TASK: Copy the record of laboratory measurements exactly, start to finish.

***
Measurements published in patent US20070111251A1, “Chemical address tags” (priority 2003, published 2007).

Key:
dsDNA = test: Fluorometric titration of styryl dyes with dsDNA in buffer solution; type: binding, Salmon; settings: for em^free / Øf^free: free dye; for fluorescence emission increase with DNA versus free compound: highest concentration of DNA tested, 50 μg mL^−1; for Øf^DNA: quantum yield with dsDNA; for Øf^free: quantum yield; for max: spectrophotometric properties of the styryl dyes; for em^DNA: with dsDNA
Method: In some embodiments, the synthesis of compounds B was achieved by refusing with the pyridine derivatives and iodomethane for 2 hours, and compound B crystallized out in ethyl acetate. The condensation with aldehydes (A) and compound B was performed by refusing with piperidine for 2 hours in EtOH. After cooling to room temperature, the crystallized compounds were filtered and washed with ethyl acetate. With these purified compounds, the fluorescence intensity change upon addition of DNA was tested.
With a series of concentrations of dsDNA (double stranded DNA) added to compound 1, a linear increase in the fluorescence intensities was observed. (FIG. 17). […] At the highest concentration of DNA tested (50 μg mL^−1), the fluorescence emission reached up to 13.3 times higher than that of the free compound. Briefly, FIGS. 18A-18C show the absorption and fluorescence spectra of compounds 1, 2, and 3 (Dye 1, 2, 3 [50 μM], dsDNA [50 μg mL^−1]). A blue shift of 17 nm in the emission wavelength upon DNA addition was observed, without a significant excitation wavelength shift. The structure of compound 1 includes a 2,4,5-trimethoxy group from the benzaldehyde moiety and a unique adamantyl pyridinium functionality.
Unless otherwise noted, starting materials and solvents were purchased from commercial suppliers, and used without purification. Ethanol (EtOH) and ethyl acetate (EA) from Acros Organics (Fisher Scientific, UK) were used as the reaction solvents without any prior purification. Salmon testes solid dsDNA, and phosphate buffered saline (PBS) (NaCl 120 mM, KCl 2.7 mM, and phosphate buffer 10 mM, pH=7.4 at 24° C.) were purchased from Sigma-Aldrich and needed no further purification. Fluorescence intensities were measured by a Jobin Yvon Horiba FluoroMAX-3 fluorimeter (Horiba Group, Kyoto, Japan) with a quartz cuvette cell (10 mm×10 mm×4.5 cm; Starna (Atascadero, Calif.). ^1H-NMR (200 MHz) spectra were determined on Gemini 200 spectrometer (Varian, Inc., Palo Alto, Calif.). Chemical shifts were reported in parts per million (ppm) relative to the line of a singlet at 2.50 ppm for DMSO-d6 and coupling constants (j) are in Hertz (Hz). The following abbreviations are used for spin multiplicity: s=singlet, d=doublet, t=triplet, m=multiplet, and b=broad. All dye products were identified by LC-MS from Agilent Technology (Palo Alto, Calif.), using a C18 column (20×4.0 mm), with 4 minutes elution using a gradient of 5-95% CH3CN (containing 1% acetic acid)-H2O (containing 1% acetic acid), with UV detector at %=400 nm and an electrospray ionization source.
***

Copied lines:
Measurements published in patent US20070111251A1, “Chemical address tags” (priority 2003, published 2007).

Key:
dsDNA = test: Fluorometric titration of styryl dyes with dsDNA in buffer solution; type: binding, Salmon; settings: for em^free / Øf^free: free dye; for fluorescence emission increase with DNA versus free compound: highest concentration of DNA tested, 50 μg mL^−1; for Øf^DNA: quantum yield with dsDNA; for Øf^free: quantum yield; for max: spectrophotometric properties of the styryl dyes; for em^DNA: with dsDNA
Method: In some embodiments, the synthesis of compounds B was achieved by refusing with the pyridine derivatives and iodomethane for 2 hours, and compound B crystallized out in ethyl acetate. The condensation with aldehydes (A) and compound B was performed by refusing with piperidine for 2 hours in EtOH. After cooling to room temperature, the crystallized compounds were filtered and washed with ethyl acetate. With these purified compounds, the fluorescence intensity change upon addition of DNA was tested.
With a series of concentrations of dsDNA (double stranded DNA) added to compound 1, a linear increase in the fluorescence intensities was observed. (FIG. 17). […] At the highest concentration of DNA tested (50 μg mL^−1), the fluorescence emission reached up to 13.3 times higher than that of the free compound. Briefly, FIGS. 18A-18C show the absorption and fluorescence spectra of compounds 1, 2, and 3 (Dye 1, 2, 3 [50 μM], dsDNA [50 μg mL^−1]). A blue shift of 17 nm in the emission wavelength upon DNA addition was observed, without a significant excitation wavelength shift. The structure of compound 1 includes a 2,4,5-trimethoxy group from the benzaldehyde moiety and a unique adamantyl pyridinium functionality.
Unless otherwise noted, starting materials and solvents were purchased from commercial suppliers, and used without purification. Ethanol (EtOH) and ethyl acetate (EA) from Acros Organics (Fisher Scientific, UK) were used as the reaction solvents without any prior purification. Salmon testes solid dsDNA, and phosphate buffered saline (PBS) (NaCl 120 mM, KCl 2.7 mM, and phosphate buffer 10 mM, pH=7.4 at 24° C.) were purchased from Sigma-Aldrich and needed no further purification. Fluorescence intensities were measured by a Jobin Yvon Horiba FluoroMAX-3 fluorimeter (Horiba Group, Kyoto, Japan) with a quartz cuvette cell (10 mm×10 mm×4.5 cm; Starna (Atascadero, Calif.). ^1H-NMR (200 MHz) spectra were determined on Gemini 200 spectrometer (Varian, Inc., Palo Alto, Calif.). Chemical shifts were reported in parts per million (ppm) relative to the line of a singlet at 2.50 ppm for DMSO-d6 and coupling constants (j) are in Hertz (Hz). The following abbreviations are used for spin multiplicity: s=singlet, d=doublet, t=triplet, m=multiplet, and b=broad. All dye products were identified by LC-MS from Agilent Technology (Palo Alto, Calif.), using a C18 column (20×4.0 mm), with 4 minutes elution using a gradient of 5-95% CH3CN (containing 1% acetic acid)-H2O (containing 1% acetic acid), with UV detector at %=400 nm and an electrospray ionization source.